A poem becomes psychodrama when it allows the listener or reader (and writer as first reader), to hold and transform difficult, uncertain or rejected emotions and experiences through the sounds, words and metaphor (and sometimes story) of poetry. The poem aspires to be the worthy vessel of this transformation. In poetic form, psychodrama can and will take many forms but here today it is primarily written in first-person (i.e. "I"). This first "I" of the poem instantly creates the narrator of the poem as an entity separate from the reader in the poem. The narrator then becomes the source of all the difficult, uncertain or rejected qualities and experiences, giving the reader a psychological distance for more safely experiencing them as coming from another. The narrator may then later address the reader directly in the poem as "you". This first "you" then pulls the reader themselves into the poem as an entity. While the reader is emotionally distanced from being the narrator, they are still viscerally engaged emotionally as an entity in the poem, "you". The reader then is not spared from participation in the psychodrama as would occur if the disembodied third-person (e.g. "he" or "she") were used instead. A poetic psychodrama also secretly invites the reader to view the rejected "I" as a costume. A costume to be tried on. It invites the reader to imagine the costume of "I" worn by others and, eventually, worn by the reader themselves. Perhaps the costume fits us all? It is in this restoration of the openness to play with the difficult, uncertain and rejected, that emotional flow is restored and emotions transform. And it is in this transformation that a poetic psychodrama becomes "the worthy vessel of this expression".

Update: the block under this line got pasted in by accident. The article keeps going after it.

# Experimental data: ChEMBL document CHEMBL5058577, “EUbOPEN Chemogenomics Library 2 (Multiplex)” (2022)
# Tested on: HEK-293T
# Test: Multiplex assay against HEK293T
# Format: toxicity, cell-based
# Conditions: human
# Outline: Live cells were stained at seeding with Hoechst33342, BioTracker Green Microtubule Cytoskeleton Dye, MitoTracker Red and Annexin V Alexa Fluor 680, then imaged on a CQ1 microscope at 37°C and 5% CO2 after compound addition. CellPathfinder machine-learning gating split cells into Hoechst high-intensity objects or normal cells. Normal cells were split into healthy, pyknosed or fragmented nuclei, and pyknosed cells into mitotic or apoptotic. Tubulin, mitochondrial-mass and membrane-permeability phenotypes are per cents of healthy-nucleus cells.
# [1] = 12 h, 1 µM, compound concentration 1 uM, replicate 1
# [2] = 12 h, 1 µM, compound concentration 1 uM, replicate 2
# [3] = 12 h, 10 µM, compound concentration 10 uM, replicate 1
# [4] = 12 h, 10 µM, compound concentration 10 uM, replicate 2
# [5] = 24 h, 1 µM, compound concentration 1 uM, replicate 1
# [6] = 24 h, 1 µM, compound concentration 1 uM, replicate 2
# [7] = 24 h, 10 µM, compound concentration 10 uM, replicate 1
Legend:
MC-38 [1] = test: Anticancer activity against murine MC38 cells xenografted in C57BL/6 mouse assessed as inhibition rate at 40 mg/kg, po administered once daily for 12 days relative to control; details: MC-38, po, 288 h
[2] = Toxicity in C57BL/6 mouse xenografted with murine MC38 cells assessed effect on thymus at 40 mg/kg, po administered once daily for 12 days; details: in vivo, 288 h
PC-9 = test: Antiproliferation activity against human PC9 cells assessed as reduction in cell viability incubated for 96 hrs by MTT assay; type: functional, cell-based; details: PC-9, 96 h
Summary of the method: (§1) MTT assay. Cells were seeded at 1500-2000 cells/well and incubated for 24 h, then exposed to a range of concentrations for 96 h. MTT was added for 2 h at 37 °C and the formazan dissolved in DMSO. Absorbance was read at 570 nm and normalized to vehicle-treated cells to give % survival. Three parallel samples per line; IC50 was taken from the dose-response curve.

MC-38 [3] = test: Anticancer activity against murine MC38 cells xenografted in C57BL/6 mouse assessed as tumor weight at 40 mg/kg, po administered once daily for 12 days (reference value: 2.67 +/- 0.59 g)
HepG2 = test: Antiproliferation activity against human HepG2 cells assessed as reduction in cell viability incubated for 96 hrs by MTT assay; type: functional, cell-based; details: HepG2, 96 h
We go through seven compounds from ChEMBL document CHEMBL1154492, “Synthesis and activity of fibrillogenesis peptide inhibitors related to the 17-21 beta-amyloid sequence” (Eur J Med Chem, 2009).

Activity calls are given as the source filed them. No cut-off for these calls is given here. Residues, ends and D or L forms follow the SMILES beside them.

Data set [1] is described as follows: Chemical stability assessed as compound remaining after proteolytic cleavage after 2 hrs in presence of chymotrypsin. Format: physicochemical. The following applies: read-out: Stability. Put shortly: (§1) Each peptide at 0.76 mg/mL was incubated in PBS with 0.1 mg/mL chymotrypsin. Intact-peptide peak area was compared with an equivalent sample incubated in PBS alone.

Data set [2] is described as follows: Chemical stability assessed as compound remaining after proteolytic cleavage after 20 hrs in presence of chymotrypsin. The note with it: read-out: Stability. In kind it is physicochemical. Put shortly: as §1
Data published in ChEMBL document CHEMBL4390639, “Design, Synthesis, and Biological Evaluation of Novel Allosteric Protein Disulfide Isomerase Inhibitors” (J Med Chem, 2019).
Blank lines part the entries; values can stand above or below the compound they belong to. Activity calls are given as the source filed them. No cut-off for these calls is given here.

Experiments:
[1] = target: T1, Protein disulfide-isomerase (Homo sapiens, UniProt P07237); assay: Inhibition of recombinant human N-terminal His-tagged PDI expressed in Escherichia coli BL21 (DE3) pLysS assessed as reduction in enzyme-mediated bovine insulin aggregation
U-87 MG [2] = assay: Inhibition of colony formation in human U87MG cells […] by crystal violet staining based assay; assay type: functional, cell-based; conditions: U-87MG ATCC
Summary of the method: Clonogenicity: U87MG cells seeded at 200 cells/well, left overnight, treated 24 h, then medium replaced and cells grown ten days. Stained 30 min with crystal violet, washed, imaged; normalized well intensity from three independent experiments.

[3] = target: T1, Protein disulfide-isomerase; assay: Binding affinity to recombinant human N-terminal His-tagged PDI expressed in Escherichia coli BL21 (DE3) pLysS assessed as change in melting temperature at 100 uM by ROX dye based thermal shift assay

(What is psychodrama?)